Please use this identifier to cite or link to this item:
Scopus Web of Science® Altmetric
Type: Journal article
Title: Catalytic removal of aqueous contaminants on N-doped graphitic biochars: inherent roles of adsorption and nonradical mechanism
Author: Zhu, S.
Huang, X.
Ma, F.
Wang, L.
Duan, X.
Wang, S.
Citation: Environmental Science and Technology, 2018; 52(15):8649-8658
Publisher: ACS Publishing
Issue Date: 2018
ISSN: 0013-936X
Statement of
Shishu Zhu, Xiaochen Huang, Fang Ma, Li Wang, Xiaoguang Duan and Shaobin Wang
Abstract: Environmentally friendly and low-cost catalysts are important for the rapid mineralization of organic contaminants in powerful advanced oxidation processes (AOPs). In this study, we reported N-doped graphitic biochars (N-BCs) as low-cost and efficient catalysts for peroxydisulfate (PDS) activation and the degradation of diverse organic pollutants in water treatment, including Orange G, phenol, sulfamethoxazole, and bisphenol A. The biochars at high annealing temperatures (>700 °C) presented highly graphitic nanosheets, large specific surface areas (SSAs), and rich doped nitrogen. In particular, N-BC derived at 900 °C (N-BC900) exhibited the highest degradation rate, which was 39-fold and 6.5-fold of that on N-BC400 and pristine biochar, respectively, and the N-BC900 surpassed most popular metal or nanocarbon catalysts. Different from the radical-based oxidation in N-BC400/PDS via the persistent free radicals (PFRs), singlet oxygen and nonradical pathways (surface-confined activated persulfate–carbon complexes) were discovered to dominate the oxidation processes in N-BC900/PDS. Moreover, the adsorption of organics was determined to be the key step determining reaction rate, revealing that the pre-adsorption of reactants significantly accelerated the nonradical oxidation pathway. This study not only provides robust and cheap carbonaceous materials for environmental remediation but also enables the first insight into the graphitic biochar-based nonradical catalysis.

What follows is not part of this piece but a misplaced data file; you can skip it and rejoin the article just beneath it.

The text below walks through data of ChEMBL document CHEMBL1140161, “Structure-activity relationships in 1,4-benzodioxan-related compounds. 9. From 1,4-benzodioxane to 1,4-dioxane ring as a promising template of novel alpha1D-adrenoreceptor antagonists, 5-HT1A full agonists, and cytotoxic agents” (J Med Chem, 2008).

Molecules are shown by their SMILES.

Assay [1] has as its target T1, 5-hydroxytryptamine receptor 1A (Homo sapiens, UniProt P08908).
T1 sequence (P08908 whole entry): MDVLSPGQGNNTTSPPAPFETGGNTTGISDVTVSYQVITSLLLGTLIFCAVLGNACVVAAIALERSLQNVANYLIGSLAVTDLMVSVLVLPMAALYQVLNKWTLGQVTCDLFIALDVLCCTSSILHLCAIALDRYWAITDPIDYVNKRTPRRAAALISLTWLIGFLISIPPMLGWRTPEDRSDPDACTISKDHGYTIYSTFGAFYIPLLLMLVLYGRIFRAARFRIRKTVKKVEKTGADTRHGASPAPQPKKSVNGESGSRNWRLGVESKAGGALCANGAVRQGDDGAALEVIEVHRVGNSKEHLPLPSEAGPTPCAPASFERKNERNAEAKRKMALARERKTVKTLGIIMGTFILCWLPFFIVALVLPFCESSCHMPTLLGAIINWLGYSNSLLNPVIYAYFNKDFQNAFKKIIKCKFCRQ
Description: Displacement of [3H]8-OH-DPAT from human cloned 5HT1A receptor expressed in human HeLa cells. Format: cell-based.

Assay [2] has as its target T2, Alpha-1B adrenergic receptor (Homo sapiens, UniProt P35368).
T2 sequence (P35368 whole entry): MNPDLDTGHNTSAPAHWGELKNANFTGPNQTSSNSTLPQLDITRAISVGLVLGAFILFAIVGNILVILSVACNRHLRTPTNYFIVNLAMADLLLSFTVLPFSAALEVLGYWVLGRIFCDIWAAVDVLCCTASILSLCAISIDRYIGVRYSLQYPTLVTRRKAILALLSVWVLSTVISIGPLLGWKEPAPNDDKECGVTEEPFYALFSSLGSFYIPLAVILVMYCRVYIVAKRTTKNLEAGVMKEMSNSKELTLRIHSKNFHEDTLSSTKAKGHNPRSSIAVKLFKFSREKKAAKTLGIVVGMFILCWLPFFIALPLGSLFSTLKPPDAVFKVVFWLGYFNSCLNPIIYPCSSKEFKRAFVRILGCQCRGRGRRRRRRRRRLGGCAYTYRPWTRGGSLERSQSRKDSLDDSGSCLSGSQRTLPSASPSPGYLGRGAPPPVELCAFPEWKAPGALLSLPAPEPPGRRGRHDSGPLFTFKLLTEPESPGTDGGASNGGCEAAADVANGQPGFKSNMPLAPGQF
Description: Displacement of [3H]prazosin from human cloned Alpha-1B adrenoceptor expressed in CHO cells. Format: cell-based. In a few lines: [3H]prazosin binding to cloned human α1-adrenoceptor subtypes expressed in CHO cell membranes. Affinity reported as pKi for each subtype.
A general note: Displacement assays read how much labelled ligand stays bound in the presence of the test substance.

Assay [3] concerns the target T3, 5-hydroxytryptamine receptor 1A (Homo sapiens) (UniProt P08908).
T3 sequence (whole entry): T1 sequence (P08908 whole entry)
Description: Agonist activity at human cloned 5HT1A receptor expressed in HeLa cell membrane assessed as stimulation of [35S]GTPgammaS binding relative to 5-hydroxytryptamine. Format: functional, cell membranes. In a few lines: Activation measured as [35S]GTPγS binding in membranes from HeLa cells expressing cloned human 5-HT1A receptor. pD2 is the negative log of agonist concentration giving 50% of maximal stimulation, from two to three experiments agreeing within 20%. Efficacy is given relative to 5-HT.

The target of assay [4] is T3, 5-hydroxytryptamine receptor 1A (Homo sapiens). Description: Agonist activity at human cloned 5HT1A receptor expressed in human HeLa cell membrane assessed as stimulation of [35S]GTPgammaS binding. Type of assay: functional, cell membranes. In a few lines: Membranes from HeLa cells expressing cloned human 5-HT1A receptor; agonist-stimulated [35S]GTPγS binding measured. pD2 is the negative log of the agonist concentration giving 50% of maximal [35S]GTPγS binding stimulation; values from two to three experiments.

Keywords: Charcoal; Graphite; Catalysis; Adsorption
Rights: © 2018 American Chemical Society
RMID: 0030095332
DOI: 10.1021/acs.est.8b01817
Appears in Collections:Environment Institute publications

Files in This Item:
There are no files associated with this item.

Items in DSpace are protected by copyright, with all rights reserved, unless otherwise indicated.